The best prospects for success are the candidates of Nigeria's two largest parties – the All Progressive Congress (APC) and the People’s Democratic Party (PDP). The APC was founded in 2013 as a merger of political parties and in 2015 it was able to win both the presidential election and the majority in the House of Representatives and the Senate. PDP ruled the country since its return to democracy in 1999 until the elections in 2015.
For the APC, Muhammadu Buhari, the current president is running again for election. The now 76-year-old former general, a Muslim from the North who, after a military coup, was already running government business from 1983 to 1985, prevailed over his predecessor Goodluck Jonathan of the PDP in the 2015 election. This election is described as historic in Nigeria because, for the first time since the country gained independence in 1960, an opposition politician was able to bring about a democratic transition of power. In 2019, Buhari will be challenged by Atiku Abubakar. The heavy-handed 72-year-old Hausa-Fulani Muslim, who is also from the North, is running for the PDP. From 1999 to 2007, he ruled the country as vice president alongside President Olusegun Obasanjo.
Voters are disappointed in Buhari
Buhari's election success in 2015 was auspicious for many Nigerians, because Jonathan failed to convince as president. At the end of his term of office, the terrorist organization Boko Haram controlled large areas in the northeast of the country, the economy was already in recession and the corruption endemic in Nigeria had reached unprecedented proportions under Jonathan. Buhari's promise to defeat Boko Haram within a few months, lead the economy out of the crisis and consistently crackdown on corruption, as well as popular fatigue after 16 years of PDP in power, were crucial to the election success at the time. However, the initial postelection euphoria has since given way to widespread disillusionment. Many Nigerians are disappointed in Buhari. This is not only due to his period of illness in 2017, but above all the lack of energy of the government. The country is still in the economic crisis, corruption continues to reach the highest political offices and the security situation has recently deteriorated drastically throughout the country.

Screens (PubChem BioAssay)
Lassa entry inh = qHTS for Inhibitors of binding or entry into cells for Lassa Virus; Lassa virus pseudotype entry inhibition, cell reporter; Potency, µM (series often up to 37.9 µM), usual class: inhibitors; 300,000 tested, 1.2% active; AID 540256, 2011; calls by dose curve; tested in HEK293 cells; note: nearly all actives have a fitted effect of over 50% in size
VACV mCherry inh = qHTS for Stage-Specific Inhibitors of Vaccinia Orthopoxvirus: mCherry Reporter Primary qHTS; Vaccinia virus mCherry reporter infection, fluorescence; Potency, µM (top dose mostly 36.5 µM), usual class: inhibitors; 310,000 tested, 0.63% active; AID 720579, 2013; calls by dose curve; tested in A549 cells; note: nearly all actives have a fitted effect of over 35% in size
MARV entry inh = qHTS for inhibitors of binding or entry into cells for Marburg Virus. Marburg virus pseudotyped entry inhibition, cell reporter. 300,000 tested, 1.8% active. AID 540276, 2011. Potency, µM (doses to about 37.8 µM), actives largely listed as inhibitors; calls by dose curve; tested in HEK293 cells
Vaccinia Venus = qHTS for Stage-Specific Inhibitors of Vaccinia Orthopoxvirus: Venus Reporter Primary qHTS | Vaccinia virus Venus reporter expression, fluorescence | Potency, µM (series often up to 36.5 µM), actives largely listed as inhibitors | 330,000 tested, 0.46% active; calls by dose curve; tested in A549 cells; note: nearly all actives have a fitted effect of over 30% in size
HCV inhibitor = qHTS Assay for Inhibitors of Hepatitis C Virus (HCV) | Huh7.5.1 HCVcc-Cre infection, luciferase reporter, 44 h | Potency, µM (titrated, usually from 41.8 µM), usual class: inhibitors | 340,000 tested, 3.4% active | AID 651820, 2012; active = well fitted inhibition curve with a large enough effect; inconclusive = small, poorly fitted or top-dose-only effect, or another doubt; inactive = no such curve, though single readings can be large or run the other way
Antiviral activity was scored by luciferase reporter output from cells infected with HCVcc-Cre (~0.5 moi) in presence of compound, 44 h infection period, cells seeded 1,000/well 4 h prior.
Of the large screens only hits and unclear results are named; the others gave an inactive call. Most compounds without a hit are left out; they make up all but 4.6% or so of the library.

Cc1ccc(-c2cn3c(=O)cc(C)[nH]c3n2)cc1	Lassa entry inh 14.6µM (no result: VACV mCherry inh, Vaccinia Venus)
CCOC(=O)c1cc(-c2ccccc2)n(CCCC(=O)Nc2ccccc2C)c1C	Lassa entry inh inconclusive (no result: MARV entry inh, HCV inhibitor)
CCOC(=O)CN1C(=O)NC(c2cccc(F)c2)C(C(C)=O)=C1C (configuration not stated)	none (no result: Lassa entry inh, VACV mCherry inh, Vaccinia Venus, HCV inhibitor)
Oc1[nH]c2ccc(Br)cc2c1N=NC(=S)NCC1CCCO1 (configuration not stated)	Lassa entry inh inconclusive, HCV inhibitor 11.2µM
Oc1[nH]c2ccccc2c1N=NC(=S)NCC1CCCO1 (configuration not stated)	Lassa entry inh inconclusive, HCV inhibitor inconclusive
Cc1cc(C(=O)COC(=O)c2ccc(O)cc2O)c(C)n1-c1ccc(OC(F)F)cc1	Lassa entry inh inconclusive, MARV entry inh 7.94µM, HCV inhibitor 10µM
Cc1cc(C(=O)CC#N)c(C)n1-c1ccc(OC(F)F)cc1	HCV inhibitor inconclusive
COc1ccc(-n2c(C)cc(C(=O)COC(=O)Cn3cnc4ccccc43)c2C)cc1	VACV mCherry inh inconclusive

Precarious security situation in Nigeria
The many security problems of the country affect Buhari's image too. In the northeast of the country, the Islamists of Boko Haram, already declared defeated by the administration, are still raging. At least 1,200 people died in violent clashes, attacks and raids by the terrorists last year. At the turn of the year, the Islamic State supported splinter faction Islamic State West Africa Province (ISWAP) also occupy numerous bases of the Nigerian army, thus gaining control of vast areas along the country’s borders with Niger and Lake Chad. The terrorists achieved similar successes in 2014.